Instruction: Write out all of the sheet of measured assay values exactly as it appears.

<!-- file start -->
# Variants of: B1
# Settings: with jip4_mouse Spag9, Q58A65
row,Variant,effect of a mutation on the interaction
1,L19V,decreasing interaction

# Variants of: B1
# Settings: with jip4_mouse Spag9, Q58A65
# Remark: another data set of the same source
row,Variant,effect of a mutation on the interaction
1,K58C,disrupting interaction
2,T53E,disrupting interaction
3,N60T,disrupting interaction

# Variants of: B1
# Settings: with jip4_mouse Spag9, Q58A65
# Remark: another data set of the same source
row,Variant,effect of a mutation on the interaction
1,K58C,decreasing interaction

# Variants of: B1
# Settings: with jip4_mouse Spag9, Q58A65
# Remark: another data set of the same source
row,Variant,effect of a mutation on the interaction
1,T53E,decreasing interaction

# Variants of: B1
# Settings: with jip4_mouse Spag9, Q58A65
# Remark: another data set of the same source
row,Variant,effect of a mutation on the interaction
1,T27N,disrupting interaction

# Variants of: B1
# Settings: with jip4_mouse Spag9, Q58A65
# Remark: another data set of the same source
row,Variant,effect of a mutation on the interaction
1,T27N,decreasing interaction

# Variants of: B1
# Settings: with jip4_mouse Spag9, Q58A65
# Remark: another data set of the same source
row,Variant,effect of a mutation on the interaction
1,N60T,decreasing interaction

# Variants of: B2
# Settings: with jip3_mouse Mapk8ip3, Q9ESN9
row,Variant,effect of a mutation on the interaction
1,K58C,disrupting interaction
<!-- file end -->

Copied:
# Variants of: B1
# Settings: with jip4_mouse Spag9, Q58A65
row,Variant,effect of a mutation on the interaction
1,L19V,decreasing interaction

# Variants of: B1
# Settings: with jip4_mouse Spag9, Q58A65
# Remark: another data set of the same source
row,Variant,effect of a mutation on the interaction
1,K58C,disrupting interaction
2,T53E,disrupting interaction
3,N60T,disrupting interaction

# Variants of: B1
# Settings: with jip4_mouse Spag9, Q58A65
# Remark: another data set of the same source
row,Variant,effect of a mutation on the interaction
1,K58C,decreasing interaction

# Variants of: B1
# Settings: with jip4_mouse Spag9, Q58A65
# Remark: another data set of the same source
row,Variant,effect of a mutation on the interaction
1,T53E,decreasing interaction

# Variants of: B1
# Settings: with jip4_mouse Spag9, Q58A65
# Remark: another data set of the same source
row,Variant,effect of a mutation on the interaction
1,T27N,disrupting interaction

# Variants of: B1
# Settings: with jip4_mouse Spag9, Q58A65
# Remark: another data set of the same source
row,Variant,effect of a mutation on the interaction
1,T27N,decreasing interaction

# Variants of: B1
# Settings: with jip4_mouse Spag9, Q58A65
# Remark: another data set of the same source
row,Variant,effect of a mutation on the interaction
1,N60T,decreasing interaction

# Variants of: B2
# Settings: with jip3_mouse Mapk8ip3, Q9ESN9
row,Variant,effect of a mutation on the interaction
1,K58C,disrupting interaction